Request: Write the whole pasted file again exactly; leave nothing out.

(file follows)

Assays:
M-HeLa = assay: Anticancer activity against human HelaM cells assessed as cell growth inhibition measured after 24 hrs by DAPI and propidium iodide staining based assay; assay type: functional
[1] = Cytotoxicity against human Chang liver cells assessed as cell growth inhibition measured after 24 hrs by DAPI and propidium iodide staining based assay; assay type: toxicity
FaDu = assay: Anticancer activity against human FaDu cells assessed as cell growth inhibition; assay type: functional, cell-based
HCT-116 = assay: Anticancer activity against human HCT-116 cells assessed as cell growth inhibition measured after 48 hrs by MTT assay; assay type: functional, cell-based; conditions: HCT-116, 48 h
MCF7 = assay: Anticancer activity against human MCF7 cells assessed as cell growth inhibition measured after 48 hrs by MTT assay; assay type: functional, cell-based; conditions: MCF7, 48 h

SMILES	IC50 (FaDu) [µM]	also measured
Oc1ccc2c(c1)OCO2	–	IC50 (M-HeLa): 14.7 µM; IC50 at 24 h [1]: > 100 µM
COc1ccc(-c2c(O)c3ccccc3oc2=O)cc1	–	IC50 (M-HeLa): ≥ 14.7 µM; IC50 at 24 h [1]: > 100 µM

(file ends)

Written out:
Assays:
M-HeLa = assay: Anticancer activity against human HelaM cells assessed as cell growth inhibition measured after 24 hrs by DAPI and propidium iodide staining based assay; assay type: functional
[1] = Cytotoxicity against human Chang liver cells assessed as cell growth inhibition measured after 24 hrs by DAPI and propidium iodide staining based assay; assay type: toxicity
FaDu = assay: Anticancer activity against human FaDu cells assessed as cell growth inhibition; assay type: functional, cell-based
HCT-116 = assay: Anticancer activity against human HCT-116 cells assessed as cell growth inhibition measured after 48 hrs by MTT assay; assay type: functional, cell-based; conditions: HCT-116, 48 h
MCF7 = assay: Anticancer activity against human MCF7 cells assessed as cell growth inhibition measured after 48 hrs by MTT assay; assay type: functional, cell-based; conditions: MCF7, 48 h

SMILES	IC50 (FaDu) [µM]	also measured
Oc1ccc2c(c1)OCO2	–	IC50 (M-HeLa): 14.7 µM; IC50 at 24 h [1]: > 100 µM
COc1ccc(-c2c(O)c3ccccc3oc2=O)cc1	–	IC50 (M-HeLa): ≥ 14.7 µM; IC50 at 24 h [1]: > 100 µM